3. Notes from the Middle East: Oakland East Bay Symphony‘s concert involving Egyptian, Israeli and Palestinian composers and musicians was beautifully performed at The Paramount Theatre on Saturday night. But I came away from the experience thinking about how challenging it can be for composers to successfully integrate different kinds of musical genres together without succumbing to musical cliches. Nader Abassi’s The Nile Bride is full of turmeric-laced meslimas and whirling dervish string passages which give his piece a vaguely Middle Eastern flavor. I felt like I was listening to the score of an old Hollywood movie set in that part of the world during British colonial times. The world premiere of John Bisharat’s Ya Way Li, is full of interesting musical colors owing to the combination of the full forces of a symphony orchestra and various Middle Eastern vocal, percussion, string and wind solo instruments. But the Middle Eastern and western instruments don’t integrate well in the score. They live separate musical lives as the piece evolves. The most successful work on the program was Avner Dorman’s Astrolatory, which shimmered, and didn’t make any effort to conjure the spirit of the Middle East. The inclusion of Grieg’s Piano Concerto in A minor on the program seemed odd. The crowd-pleasing piece is inspired by Norwegian folk music. Besides the fact that the soloist, Eliran Avni, comes from Israel, I couldn’t really see the rationale for its place on the program. Avni’s performance was solid but not particularly inspirational.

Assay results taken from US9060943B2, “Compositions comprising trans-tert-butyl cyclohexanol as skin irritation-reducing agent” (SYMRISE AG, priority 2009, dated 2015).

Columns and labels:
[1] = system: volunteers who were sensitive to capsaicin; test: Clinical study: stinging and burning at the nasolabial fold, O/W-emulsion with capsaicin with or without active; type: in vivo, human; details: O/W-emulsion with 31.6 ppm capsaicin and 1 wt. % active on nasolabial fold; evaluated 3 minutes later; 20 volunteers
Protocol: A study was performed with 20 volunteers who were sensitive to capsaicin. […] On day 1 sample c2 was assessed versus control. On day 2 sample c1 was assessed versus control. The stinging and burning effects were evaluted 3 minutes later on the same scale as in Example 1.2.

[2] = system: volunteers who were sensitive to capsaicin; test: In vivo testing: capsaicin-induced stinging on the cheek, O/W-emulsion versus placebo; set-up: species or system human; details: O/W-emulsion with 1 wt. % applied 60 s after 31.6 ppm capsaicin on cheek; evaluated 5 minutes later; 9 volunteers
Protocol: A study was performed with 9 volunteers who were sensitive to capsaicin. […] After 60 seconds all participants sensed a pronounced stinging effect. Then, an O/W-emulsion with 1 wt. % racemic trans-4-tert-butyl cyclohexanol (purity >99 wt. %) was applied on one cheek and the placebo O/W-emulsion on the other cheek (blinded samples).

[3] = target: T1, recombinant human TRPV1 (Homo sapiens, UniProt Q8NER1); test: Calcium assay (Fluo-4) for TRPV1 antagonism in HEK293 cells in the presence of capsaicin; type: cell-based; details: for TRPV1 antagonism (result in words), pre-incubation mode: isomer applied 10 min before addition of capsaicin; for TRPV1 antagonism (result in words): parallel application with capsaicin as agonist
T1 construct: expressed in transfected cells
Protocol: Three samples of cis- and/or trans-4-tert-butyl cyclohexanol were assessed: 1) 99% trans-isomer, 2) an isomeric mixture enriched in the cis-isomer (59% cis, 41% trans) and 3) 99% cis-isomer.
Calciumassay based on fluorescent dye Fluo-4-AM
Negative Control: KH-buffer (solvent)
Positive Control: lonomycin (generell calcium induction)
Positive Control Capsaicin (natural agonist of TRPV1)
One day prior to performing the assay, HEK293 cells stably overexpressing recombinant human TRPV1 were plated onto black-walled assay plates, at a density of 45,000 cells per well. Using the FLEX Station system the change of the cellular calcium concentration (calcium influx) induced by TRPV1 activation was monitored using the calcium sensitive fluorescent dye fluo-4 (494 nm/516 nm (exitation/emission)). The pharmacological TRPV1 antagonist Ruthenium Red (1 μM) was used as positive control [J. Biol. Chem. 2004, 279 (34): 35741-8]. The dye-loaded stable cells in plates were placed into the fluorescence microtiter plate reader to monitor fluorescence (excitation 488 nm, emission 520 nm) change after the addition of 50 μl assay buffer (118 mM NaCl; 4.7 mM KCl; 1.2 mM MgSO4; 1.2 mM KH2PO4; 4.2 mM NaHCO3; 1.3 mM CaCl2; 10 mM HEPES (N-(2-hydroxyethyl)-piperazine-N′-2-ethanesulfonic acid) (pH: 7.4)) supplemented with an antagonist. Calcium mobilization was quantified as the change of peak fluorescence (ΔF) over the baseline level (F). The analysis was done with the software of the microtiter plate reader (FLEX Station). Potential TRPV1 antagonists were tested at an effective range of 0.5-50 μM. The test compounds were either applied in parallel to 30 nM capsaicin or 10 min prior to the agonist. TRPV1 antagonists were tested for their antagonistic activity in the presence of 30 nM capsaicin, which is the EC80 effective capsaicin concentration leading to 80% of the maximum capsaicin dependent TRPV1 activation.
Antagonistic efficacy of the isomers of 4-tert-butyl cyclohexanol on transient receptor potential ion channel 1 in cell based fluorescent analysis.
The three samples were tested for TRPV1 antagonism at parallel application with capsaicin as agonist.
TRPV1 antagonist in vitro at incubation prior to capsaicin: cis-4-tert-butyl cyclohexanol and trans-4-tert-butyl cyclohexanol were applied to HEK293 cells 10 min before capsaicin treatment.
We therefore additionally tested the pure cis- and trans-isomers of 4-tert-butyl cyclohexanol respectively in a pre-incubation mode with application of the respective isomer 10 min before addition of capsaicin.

4. The Community Music Center Children’s Chorus Spring Concert: San Francisco’s Community Music Center is a great local arts institution that more people should know about. The Center has an amazing choral program for kids aged between eight and twelve that, unlike ensembles such as The San Francisco Girls’ and Boys’ Choruses, is completely free  to participants and less demanding in terms of rehearsal time. Judging by the sweet, eclectic and tuneful lunchtime concert I attended yesterday at the Center’s main auditorium, the quality of the music-making is high and the kids look like they’re having fun. The point of such an ensemble is not to tour the world, produce chart-topping Christmas albums and turn children into singing machines. It’s to engage them socially, get them breathing and thinking deeply, inspire them to have fun and, of course, teach them about music. Yesterday’s concert had the additional benefit of teaching the children about different cultures and languages — the group sang in Latin, Russian, Spanish, Swiss German and English over the course of 45 minutes. Their coach, Beth Wilmurt, is formidable and brilliant. Some of the participants have been singing with Wilmurt for several years; many sets of multiple siblings have passed through this ensemble.  I only wish that there were more boys in the choir. As is so often the case with children’s art-making, girls dominate, but singing is equally good and fun for both sexes. There were four boys and five times as many girls as far as I could tell. If I were a parent, I would send my kids to participate in Beth’s group.